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At 08:29 PM 2/16/2003 -0500, Mike Champion wrote:
>Adam Bosworth says:
>"It is the thesis of this series of articles that [DOM/JDOM,
>SAX/databinding, and XSLT] are only rarely suitable for either waypoint
>[lossless transformation] or endpoint [lossy data extraction] processing.
>- Anyone want to speculate on why one might think that XQuery will be
>vastly better than these other technologies for XML transformations, lossy
>or otherwise? Technically, they are all more or less equivalent (assuming
>one has an XPath library to find patterns in the XML).
I guess another way of phrasing your question would be: Is a language
specifically designed for processing XML going to be better for that task
than languages designed for other purposes? XQuery was designed for
processing XML from day one.
XQuery is all about locating things in XML with path expressions,
constructing arbitrary XML with a syntax that looks just like XML, and
transforming XML to XML using FLWOR and other expressions. The things that
matter in XML matter in XQuery.
Lisp was designed for list processing, FORTRAN was designed for crunching
numbers, Perl was designed for munging text, SQL was designed for
transformations on tables, Java and C++ were designed for managing objects.
These are all Turing complete languages, but they are each best for the
tasks they were designed for. I once wrote a multitasking kernel in FORTRAN
because I had no choice, but it wasn't fun, and it was not a productive
language for the task.
XML isn't objects, and objects are not really a good way to represent an
XML document. But neither is XML just text - elements define nested
structures that need to be managed gracefully. Of course, all these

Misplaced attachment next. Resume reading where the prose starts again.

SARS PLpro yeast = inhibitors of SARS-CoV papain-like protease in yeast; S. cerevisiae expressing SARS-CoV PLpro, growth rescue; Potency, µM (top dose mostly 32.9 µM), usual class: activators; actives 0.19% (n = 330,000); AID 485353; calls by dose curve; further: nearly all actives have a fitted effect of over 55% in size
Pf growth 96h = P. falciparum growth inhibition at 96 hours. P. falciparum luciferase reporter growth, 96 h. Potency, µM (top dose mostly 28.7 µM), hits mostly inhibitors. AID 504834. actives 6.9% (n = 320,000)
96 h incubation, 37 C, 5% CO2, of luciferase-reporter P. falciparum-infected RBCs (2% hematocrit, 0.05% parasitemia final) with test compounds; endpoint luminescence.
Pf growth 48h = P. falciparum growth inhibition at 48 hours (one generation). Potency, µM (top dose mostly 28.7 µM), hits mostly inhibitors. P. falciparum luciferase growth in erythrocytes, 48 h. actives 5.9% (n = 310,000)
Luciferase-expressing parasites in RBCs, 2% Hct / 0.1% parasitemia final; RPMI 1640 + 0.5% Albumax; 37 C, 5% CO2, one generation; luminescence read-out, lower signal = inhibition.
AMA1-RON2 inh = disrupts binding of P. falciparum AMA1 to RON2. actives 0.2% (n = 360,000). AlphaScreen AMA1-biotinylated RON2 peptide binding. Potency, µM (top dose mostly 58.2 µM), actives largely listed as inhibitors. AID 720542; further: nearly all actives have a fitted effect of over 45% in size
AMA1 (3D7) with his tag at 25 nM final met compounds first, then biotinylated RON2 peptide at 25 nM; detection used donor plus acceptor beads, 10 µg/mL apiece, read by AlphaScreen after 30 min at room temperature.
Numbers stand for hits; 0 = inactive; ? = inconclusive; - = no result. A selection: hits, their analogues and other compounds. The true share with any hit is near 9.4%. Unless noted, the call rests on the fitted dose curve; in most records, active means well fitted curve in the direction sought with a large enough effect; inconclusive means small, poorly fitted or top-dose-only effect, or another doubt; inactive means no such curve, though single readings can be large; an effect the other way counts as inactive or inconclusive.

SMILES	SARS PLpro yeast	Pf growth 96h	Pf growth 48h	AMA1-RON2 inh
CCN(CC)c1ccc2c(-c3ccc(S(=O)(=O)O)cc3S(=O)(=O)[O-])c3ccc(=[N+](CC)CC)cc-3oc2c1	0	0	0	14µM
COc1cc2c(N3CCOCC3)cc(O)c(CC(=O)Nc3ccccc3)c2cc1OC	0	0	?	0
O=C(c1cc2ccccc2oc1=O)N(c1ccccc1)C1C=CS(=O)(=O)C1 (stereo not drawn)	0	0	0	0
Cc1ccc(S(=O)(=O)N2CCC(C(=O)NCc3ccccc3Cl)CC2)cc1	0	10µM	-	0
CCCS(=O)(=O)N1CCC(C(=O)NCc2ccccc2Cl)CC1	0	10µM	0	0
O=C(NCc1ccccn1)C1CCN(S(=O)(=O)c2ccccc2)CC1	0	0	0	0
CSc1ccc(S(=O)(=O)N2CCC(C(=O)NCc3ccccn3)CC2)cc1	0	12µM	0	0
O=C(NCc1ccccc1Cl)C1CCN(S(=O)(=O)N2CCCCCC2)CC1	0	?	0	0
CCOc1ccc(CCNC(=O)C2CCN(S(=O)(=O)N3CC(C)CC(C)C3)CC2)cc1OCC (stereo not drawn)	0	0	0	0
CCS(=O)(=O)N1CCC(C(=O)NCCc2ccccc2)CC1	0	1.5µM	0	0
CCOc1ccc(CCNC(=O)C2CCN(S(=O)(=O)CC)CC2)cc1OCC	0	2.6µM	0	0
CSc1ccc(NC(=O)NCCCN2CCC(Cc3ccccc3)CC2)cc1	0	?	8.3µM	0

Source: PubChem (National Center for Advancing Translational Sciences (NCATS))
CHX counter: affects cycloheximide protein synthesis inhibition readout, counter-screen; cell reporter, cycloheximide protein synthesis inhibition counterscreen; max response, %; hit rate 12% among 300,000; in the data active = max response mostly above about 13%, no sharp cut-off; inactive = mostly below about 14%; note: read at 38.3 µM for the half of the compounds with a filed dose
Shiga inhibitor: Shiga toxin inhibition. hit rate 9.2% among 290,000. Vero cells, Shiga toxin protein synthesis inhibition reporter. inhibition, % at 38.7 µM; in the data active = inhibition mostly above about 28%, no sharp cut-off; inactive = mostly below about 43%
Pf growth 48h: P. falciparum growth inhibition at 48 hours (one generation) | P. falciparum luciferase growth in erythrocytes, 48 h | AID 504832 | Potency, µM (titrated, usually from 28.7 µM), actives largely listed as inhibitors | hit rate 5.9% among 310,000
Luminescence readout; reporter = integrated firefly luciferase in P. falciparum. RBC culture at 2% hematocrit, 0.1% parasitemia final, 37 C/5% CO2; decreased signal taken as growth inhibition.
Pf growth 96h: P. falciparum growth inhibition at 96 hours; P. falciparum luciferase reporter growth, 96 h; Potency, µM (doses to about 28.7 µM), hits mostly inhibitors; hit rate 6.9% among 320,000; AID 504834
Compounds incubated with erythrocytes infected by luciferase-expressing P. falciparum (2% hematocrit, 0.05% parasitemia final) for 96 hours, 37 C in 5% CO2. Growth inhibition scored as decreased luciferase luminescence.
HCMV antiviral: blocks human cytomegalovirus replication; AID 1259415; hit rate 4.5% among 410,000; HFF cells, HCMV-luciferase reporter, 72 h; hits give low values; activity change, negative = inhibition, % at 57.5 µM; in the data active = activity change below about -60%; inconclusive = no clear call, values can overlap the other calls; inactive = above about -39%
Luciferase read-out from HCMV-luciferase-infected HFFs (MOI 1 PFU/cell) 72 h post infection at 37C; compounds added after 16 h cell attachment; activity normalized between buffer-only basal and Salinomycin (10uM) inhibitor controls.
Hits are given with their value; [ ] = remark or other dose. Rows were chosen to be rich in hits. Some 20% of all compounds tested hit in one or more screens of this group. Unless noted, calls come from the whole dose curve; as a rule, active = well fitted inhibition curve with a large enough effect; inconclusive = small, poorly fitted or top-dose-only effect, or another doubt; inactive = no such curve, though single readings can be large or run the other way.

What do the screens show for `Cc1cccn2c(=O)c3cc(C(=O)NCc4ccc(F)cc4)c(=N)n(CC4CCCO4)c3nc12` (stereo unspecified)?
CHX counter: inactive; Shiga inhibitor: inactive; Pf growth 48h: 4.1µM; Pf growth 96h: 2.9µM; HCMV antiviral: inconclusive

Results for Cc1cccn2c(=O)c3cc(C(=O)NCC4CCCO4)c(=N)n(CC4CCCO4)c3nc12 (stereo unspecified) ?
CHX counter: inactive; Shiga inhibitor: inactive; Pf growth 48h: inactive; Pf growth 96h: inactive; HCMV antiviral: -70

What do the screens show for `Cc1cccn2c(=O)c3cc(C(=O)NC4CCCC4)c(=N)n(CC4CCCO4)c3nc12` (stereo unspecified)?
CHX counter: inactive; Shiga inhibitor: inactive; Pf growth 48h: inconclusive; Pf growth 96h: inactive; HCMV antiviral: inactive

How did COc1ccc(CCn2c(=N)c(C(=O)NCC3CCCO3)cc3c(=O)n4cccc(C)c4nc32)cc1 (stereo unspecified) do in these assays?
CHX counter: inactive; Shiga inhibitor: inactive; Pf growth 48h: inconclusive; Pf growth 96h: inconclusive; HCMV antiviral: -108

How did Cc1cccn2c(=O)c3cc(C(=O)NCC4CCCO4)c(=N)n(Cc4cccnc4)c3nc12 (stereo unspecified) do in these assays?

languages are Turing complete, and you can use any of them to do what the
other languages do, but it isn't efficient, and it doesn't feel good. DOM,
JDOM, and SAX are all libraries used in languages that were not based on XML.
One way to get a feel for this is to work through the XML Query Use Cases
 with Java and the API of your choice, and compare the results to the
I also can't resist illustrating this with an example taken from one of
Sean's emails :
> What is the easiest way to divide a stock price by revenue minus
> expenses? Obviously its something like this:
> Stock = LoadStockFromXML("stock.xml")
> return Stock.price / (Stock.revenues - stock.expenses)
> Any attempt at doing that in DOM/SAX/XSLT/XQUery is always going to
> come a poor second compared to the native language expression of the
Let me show how I would express this in XQuery. I will assume we want to
compute this for the stock of the "ASDF" company:
let $stock := document("stock.xml")//stock[ticker="ASDF"]
return $stock/price div ($stock/revenues - $stock/expenses)
In XQuery, there is no need to write code to parse the XML - that happens
implicitly. There is also no need to retrieve the bits of data by walking
around a tree or intercepting the events, then performing the right casts
to stuff the data into the right variables in the programming language.
XQuery understands XML - in fact, it doesn't really understand anything
else. This query will work equally well for transient XML stored in a
buffer, an XML file stored on disk, persistent XML stored in a database, or
an XML view of some non-XML resource. You just process things as XML,
instead of taking your XML and changing it into something your programming
language knows how to deal with. There's no need for object libraries to
manage the XML.
And if the structure of your XML changes, you don't have to change the code
that walks a tree or processes events, you just change a path expression
here or there.
XSLT is very close to XQuery in many ways, but it is more verbose, less
readable, and relies heavily on template processing, which is not a
familiar approach for many programmers. I don't think it is likely to
become a mainstream programming language. For most people, XQuery is just a
lot easier to read and write. And it certainly is easier to optimize, make
typesafe, or use as the basis for XML views on non-XML systems.